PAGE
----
In a report released in April titled, “Columbia-Class Submarine: Overly Optimistic Cost Estimate Will Likely Lead to Budget Increases,” the Government Accountability Office said the Navy’s $115 billion procurement cost estimate for the program is not reliable, partly due to overly optimistic assumptions about labor hours required and cost saving measures.
In its official response to the report, the Navy pushed back against the findings, but noted that it will provide updated cost estimates with current data before requesting funding for lead ship construction in 2021.
Labs said there is a long history of cost growth for lead ships in a new class of vessels. Over the next five to six years, the Navy will introduce several new lead ships including the Columbia, a new frigate, a new large surface combatant and unmanned vessels, he noted.
The Navy estimates that its 30-year plan will require an average of $20.3 billion across the future years defense program for its shipbuilding and conversion account, and $26 billion to $28 billion annually in subsequent years.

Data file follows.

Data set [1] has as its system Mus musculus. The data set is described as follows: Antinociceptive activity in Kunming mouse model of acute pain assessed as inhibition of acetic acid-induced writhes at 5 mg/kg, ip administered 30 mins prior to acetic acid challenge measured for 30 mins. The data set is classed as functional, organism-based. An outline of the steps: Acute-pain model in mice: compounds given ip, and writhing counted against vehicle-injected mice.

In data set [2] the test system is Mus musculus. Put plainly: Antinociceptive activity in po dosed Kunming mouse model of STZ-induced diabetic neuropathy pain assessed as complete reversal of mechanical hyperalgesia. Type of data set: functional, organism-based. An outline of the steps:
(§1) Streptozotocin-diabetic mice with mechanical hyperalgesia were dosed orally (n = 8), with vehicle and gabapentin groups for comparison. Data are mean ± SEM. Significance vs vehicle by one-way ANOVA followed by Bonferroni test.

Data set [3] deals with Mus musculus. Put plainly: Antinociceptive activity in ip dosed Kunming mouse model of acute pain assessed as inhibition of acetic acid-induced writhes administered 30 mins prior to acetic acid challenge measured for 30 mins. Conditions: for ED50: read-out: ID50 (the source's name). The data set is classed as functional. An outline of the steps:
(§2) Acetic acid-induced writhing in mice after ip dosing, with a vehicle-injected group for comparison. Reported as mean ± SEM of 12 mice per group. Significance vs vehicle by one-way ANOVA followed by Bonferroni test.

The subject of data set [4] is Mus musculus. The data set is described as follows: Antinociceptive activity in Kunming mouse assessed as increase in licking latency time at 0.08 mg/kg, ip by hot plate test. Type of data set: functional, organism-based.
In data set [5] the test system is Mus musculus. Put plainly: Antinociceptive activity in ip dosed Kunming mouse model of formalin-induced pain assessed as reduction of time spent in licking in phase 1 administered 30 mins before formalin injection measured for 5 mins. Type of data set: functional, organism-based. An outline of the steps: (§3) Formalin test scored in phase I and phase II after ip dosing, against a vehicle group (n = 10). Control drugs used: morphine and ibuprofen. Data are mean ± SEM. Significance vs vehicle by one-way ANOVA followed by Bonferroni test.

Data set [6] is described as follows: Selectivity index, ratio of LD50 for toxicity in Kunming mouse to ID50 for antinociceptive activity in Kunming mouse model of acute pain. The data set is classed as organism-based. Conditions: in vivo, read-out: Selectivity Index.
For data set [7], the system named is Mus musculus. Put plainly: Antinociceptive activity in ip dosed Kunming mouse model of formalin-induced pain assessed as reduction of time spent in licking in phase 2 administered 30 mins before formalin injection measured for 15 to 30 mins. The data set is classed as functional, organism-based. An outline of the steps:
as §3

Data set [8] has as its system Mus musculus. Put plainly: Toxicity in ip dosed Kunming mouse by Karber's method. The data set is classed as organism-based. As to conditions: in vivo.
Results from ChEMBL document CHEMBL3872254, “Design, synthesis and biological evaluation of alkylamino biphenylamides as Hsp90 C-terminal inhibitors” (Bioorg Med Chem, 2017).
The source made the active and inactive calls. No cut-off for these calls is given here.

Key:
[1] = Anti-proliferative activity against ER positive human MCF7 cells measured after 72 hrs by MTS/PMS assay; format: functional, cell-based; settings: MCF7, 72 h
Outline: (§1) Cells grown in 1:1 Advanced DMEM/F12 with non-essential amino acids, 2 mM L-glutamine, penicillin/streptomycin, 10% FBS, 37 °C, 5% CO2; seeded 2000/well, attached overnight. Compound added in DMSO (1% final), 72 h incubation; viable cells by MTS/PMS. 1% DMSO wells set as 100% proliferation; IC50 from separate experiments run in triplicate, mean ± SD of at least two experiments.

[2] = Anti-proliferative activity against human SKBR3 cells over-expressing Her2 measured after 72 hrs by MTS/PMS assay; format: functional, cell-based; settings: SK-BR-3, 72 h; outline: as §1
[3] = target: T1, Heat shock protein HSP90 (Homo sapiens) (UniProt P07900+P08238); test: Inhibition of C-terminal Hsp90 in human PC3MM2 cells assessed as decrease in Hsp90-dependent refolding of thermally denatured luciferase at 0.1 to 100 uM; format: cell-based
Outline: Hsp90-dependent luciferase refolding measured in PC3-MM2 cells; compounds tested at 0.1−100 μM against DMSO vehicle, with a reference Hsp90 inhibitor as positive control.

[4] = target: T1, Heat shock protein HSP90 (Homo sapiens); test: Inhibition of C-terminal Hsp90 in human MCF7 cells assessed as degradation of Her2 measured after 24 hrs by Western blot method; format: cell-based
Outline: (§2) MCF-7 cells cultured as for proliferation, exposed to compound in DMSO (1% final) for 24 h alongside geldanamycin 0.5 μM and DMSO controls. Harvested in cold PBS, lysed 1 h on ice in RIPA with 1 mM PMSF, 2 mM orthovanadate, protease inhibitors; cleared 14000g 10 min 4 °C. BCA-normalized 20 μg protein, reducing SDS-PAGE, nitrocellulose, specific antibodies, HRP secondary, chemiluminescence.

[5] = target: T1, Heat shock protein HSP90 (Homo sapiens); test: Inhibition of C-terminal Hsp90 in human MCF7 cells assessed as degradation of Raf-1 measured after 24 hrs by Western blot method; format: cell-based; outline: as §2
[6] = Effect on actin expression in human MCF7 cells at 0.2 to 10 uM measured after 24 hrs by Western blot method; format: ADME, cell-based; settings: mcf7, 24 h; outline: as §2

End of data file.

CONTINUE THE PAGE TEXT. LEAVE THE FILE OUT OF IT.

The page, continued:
Analysts say those funding levels might be feasible, given Congress’ strong support for shipbuilding in recent years and during previous eras of naval buildups. Lawmakers have appropri-ated more than $20 billion annually for shipbuilding budgets over the past three fiscal years, according to the Congressional Budget Office. However, growing operations and sustainment costs could sink the plan, analysts warn.
The programmed sustainment cost for the 30-year plan is $24 billion in 2020, which rises to $30 billion in 2024. When the battle force inventory reaches 355 in 2034, the estimated cost to sustain the fleet will approach $40 billion, according to the Navy.
“I would argue that this shipbuilding plan is more or less a placeholder that the Navy put out to describe how you would get to 355 ships if you thought that this was the objective that you were intending to reach,” said Bryan Clark, a senior fellow at the Center for Strategic and Budgetary Assessments and a former Navy officer. “The challenge with this fleet is it’s going to cost way too much to sustain and to man compared to what the Navy is likely to have available in funding, so this is probably not achievable.”